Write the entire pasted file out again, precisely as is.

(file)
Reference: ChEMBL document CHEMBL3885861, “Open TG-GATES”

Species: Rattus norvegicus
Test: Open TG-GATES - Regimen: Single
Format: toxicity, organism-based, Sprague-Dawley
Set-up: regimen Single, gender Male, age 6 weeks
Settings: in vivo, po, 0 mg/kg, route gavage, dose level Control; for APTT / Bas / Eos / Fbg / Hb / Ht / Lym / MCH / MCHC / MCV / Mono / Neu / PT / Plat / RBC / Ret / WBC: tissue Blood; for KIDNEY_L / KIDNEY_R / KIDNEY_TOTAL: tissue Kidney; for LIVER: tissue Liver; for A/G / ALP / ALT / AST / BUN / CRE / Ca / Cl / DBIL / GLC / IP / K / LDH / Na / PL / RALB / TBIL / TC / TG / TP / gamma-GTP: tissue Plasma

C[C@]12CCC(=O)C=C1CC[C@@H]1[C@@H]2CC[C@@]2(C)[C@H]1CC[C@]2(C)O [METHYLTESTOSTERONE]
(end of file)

Reference: ChEMBL document CHEMBL3885861, “Open TG-GATES”

Species: Rattus norvegicus
Test: Open TG-GATES - Regimen: Single
Format: toxicity, organism-based, Sprague-Dawley
Set-up: regimen Single, gender Male, age 6 weeks
Settings: in vivo, po, 0 mg/kg, route gavage, dose level Control; for APTT / Bas / Eos / Fbg / Hb / Ht / Lym / MCH / MCHC / MCV / Mono / Neu / PT / Plat / RBC / Ret / WBC: tissue Blood; for KIDNEY_L / KIDNEY_R / KIDNEY_TOTAL: tissue Kidney; for LIVER: tissue Liver; for A/G / ALP / ALT / AST / BUN / CRE / Ca / Cl / DBIL / GLC / IP / K / LDH / Na / PL / RALB / TBIL / TC / TG / TP / gamma-GTP: tissue Plasma

C[C@]12CCC(=O)C=C1CC[C@@H]1[C@@H]2CC[C@@]2(C)[C@H]1CC[C@]2(C)O [METHYLTESTOSTERONE]